MRSA is usually passed by skin-to-skin contact or by sharing personal items like razors, sports equipment, or towels with someone who has the infection. To protect against MRSA, it’s important to keep surfaces clean and practice good hygiene.

About 1 in 3 people carry staph bacteria in their noses. Most of the time, this germ doesn’t cause any harm, but it can enter a person’s body through a wound or rash and develop into an infection.

Methicillin-resistant Staphylococcus aureus (MRSA) is an infection caused by staph bacteria that are resistant to some antibiotics. MRSA commonly affects people in hospitals or other healthcare settings who have weakened immune systems.

If it isn’t treated, the infection can become life-threatening and lead to sepsis or pneumonia.

Read on to learn more about what kills MRSA on surfaces and ways you can prevent the transmission of this infection.

Keeping surfaces clean is an important way to control the transmission of bacteria and prevent the spread of MRSA. MRSA can live on some surfaces, such as furniture, towels, razors, or athletic equipment, for weeks.


Detergents and cleaners remove dirt and germs from surfaces. They’re often used to lift dirt, dust, or other matter that inhibits a disinfectant from working properly. Sometimes, cleaning agents and disinfectants are combined into one product.

The EPA regulates products and provides a list of registered disinfectants that are effective against MRSA. Products with labels that say they work against staph will also kill MRSA.

Detergents and cleaners

Detergents and cleaners remove dirt and germs from surfaces. They are often used to lift dirt, dust, or other matter that inhibits a disinfectant from working properly. Sometimes, cleaning agents and disinfectants are combined into one product.

It’s important to carefully follow the instructions provided on the cleaner or disinfectant label. Each product will have different instructions for how to use it. For example, the label will explain:

  • whether the product is safe to use
  • whether it needs to be diluted
  • whether you need to wear protective equipment such as gloves or an apron
  • how to clean the surface before or after use
  • how to apply the solution
  • how long to keep the wet solution on the surface (called “contact time,” which can range from seconds to up to 10 minutes, depending on the product)

Typically, the general recommendation is to use enough solution to completely wet the surface and then allow it to dry, but you should confirm this by checking the label.

Handling chemicals can be irritating. It’s important to follow the safety instructions on the product label.

Don’t use bleach to clean surfaces

The use of household bleach is linked to health problems, such as eye irritation, skin irritation, and asthma. If you do use bleach, use with caution and see if the label provides instructions on how to disinfect or sanitize surfaces.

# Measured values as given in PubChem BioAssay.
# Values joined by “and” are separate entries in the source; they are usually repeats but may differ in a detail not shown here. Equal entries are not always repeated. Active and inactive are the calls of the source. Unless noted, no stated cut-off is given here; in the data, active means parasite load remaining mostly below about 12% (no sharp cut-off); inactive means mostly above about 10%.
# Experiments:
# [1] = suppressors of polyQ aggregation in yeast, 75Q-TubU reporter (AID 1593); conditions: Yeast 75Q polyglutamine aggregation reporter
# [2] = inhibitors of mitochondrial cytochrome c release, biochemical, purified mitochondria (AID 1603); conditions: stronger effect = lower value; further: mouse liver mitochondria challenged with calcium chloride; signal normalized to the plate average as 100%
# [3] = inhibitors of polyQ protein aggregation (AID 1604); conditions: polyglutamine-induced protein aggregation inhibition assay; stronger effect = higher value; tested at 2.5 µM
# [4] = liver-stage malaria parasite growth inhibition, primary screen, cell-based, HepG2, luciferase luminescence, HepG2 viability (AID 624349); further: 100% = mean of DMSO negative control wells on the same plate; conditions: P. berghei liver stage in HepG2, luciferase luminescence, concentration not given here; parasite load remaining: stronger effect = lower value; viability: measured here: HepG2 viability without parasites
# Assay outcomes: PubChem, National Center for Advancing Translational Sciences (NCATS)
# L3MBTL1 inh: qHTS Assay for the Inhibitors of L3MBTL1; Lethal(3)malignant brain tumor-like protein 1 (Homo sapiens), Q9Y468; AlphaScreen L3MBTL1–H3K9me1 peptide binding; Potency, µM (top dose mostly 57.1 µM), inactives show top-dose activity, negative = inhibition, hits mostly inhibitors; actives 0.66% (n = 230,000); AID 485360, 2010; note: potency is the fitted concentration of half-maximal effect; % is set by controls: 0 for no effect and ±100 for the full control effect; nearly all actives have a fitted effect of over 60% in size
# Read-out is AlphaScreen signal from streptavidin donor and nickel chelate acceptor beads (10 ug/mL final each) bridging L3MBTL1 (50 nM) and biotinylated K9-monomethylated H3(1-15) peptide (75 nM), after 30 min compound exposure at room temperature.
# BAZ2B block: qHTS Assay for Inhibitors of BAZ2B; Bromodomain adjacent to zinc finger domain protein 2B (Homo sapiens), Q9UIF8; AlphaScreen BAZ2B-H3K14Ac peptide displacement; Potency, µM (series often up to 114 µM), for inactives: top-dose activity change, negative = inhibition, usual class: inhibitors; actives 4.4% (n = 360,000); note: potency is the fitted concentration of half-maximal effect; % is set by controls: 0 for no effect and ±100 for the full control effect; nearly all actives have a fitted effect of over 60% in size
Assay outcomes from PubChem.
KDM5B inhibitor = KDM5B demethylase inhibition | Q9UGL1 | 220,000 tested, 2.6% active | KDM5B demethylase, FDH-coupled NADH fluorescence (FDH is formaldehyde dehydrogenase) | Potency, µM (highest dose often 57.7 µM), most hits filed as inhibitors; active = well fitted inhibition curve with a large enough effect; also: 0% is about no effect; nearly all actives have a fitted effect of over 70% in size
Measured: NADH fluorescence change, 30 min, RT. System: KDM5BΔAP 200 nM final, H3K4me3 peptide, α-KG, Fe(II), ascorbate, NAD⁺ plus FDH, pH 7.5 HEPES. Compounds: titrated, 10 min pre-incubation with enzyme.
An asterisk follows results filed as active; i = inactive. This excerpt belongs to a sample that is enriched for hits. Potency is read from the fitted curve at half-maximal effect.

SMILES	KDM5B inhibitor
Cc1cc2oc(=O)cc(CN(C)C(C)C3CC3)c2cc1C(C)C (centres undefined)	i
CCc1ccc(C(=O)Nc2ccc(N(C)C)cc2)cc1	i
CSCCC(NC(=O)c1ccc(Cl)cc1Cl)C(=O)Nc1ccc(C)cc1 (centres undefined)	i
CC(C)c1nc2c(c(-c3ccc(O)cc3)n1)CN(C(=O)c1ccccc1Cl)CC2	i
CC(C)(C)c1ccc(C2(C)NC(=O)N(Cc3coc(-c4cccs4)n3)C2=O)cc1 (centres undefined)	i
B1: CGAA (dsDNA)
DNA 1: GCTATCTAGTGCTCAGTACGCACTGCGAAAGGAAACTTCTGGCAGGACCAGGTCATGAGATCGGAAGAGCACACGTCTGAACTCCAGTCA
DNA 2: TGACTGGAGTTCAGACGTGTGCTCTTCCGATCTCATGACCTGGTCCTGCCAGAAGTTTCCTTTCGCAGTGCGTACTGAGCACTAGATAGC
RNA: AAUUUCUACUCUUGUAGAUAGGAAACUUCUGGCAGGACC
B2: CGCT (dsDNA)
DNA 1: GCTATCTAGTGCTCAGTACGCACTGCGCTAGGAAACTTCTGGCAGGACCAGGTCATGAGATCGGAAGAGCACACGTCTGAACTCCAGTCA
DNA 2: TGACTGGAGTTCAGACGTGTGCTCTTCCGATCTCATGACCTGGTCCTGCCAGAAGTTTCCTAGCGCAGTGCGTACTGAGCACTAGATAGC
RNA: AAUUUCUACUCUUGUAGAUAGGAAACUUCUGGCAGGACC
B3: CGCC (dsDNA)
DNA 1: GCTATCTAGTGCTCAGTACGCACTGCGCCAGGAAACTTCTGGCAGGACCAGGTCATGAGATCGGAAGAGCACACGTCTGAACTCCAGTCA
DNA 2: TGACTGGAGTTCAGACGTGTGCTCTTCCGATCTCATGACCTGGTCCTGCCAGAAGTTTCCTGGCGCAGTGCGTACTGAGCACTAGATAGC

If there are no directions, the Centers for Disease Control and Prevention (CDC) recommends mixing 1/4 cup of bleach with 1 gallon of water for products that contain 5.25%–6.0% bleach. Also, be sure to protect your eyes with goggles and your skin with gloves.

Don’t use disinfectants or detergent on your body

Never place disinfectants or cleaners directly on your skin or wound. This can lead to severe skin irritation.

Don’t use the same cloth to wipe multiple surfaces

Use a clean cloth for each new surface in order to prevent spreading MRSA from one area to another.

To prevent the spread of MRSA, it’s recommended that you:

  • Wash hands with soap and water for at least 20 seconds often throughout the day (especially after touching wounds).
  • Use an alcohol-based hand sanitizer if you can’t wash your hands.
  • Clean high-touch surfaces in your home daily with a disinfectant.
  • Cover your wounds with clean, dry bandages.
  • Don’t pick at your sores.
  • Discard used bandages promptly.
  • Keep your fingernails short.
  • Avoid sharing personal items, such as razors, towels, clothing, or washcloths.
  • Wash laundry before sharing clothes with others.
  • Change bedsheets and towels at least once a week.

You might have questions about how to clean and protect against MRSA.

Does hand sanitizer kill staphylococcus aureus?

If you don’t have access to water and soap, hand sanitizers are a good alternative for killing bacteria. However, research suggests sanitizers must contain an alcohol concentration of between 60–80% to effectively kill microorganisms on hands.

Does alcohol kill MRSA?

Yes, higher concentrations of alcohol can kill bacteria, such as MRSA and staph germs. In one study from 2013, only solutions of 95% or 100% rubbing alcohol were effective at inhibiting MRSA growth.

Does vinegar kill MRSA?

There’s some evidence to suggest apple cider vinegar can kill MRSA in a lab setting. But, more research is needed before doctors can recommend vinegar supplementation to people with MRSA.

Does peroxide kill MRSA?

Some research shows that higher concentrations of hydrogen peroxide, of at least a 35% solution, can kill MRSA.

Do antibacterial wipes kill MRSA?

Antibacterial wipes that list staph on their label will also kill MRSA.

How long can MRSA live on clothes?

The CDC says that MRSA can survive on surfaces and items such as clothing or towels for hours, days, or even weeks.

MRSA can become serious if untreated. Fortunately, there are many ways to protect yourself from the germs that cause this infection. Keeping surfaces and other items clean is one important measure. Disinfectants and cleaning agents are good options for sanitizing, but you should always read the product label first to make sure you’re using it correctly.